Ellison v. Women & Children’s Hospital of Buffalo, a malpractice case brought in the Western District of Pennsylvania against hospitals in Buffalo and Pennsylvania, is a case in which the parents of the plaintiff were seeking production of “a nurse’s handwritten notice relating to the medical care and treatment provided to a minor while he was being transferred between hospitals.” The District Court concluded that the note was not protected by the peer review privilege statutes of either state. The Pennsylvania hospital alleged that the note was part of “peer review proceedings.” The Pennsylvania Peer Review Protection Act provides, in relevant part:
“That proceedings and records of a review committee shall be held in confidence and shall not be subjected to discovery or introduction into evidence in any civil action against the professional health care provider arising out of the matters which are the subject of evaluation and review by such committee…”
The court held that there were no peer review proceedings initiated and that the nurse’s note more closely resembled an incident report or log prepared in the course of recording events in the treatment of a patient. The court concluded that this event does not represent the proceedings and records of a review committee.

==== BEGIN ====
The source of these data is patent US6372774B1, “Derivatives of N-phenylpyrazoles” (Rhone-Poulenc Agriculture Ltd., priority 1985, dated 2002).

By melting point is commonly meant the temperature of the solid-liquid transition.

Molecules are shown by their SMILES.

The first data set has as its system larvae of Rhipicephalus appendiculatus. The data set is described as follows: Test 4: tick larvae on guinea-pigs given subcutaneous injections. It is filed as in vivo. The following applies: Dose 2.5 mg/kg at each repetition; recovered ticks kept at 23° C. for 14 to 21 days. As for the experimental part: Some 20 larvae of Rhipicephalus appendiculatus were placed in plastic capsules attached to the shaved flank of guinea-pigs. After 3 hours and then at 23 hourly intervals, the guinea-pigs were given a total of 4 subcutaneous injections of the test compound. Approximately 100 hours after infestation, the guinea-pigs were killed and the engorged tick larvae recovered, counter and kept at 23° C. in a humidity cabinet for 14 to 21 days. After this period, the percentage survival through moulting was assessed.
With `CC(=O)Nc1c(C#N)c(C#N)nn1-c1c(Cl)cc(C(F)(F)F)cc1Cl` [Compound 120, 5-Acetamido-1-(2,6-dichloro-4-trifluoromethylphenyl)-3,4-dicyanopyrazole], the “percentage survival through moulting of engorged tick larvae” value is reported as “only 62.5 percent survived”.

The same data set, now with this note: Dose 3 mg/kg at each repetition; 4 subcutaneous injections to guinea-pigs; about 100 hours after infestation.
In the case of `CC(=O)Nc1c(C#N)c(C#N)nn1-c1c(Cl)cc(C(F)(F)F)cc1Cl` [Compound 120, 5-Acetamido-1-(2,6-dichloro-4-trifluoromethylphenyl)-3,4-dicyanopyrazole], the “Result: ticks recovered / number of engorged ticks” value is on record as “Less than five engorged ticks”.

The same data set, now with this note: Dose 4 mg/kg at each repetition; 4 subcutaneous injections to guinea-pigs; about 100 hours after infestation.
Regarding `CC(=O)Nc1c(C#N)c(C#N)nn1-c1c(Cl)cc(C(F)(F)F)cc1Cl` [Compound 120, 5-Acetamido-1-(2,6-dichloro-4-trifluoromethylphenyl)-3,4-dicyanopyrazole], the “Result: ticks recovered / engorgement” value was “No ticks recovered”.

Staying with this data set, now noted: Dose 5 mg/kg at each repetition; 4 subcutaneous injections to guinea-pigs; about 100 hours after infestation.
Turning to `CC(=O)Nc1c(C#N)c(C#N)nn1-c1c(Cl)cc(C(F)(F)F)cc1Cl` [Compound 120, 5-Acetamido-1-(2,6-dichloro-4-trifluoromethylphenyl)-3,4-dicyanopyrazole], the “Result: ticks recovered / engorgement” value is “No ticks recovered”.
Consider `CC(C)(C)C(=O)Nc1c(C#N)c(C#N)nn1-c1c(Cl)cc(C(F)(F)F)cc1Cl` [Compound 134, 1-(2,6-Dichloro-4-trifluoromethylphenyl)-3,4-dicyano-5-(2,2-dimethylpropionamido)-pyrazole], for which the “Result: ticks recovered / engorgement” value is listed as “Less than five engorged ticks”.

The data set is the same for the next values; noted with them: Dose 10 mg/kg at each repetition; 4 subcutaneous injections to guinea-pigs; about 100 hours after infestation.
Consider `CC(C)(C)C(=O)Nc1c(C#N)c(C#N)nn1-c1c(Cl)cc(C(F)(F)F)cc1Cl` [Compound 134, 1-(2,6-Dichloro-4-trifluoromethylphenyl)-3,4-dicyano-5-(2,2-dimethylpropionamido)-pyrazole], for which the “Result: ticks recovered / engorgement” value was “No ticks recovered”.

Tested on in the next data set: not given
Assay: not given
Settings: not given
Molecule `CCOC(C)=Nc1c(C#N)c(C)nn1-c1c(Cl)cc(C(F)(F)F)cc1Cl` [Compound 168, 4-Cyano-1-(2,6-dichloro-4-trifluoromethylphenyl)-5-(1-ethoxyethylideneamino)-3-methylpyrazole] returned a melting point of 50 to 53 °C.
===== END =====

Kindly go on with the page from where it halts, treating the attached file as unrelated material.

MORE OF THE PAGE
The facts were relatively easy, since no peer review committee or other peer review proceedings were ever initiated. One wonders what would have happened if the incident report had been prepared, but that it had later been used in a peer review proceeding. It is probable to conclude that incident reports themselves are not part of a peer review proceeding, and would not become protected by a peer review proceeding even if they were later used as such.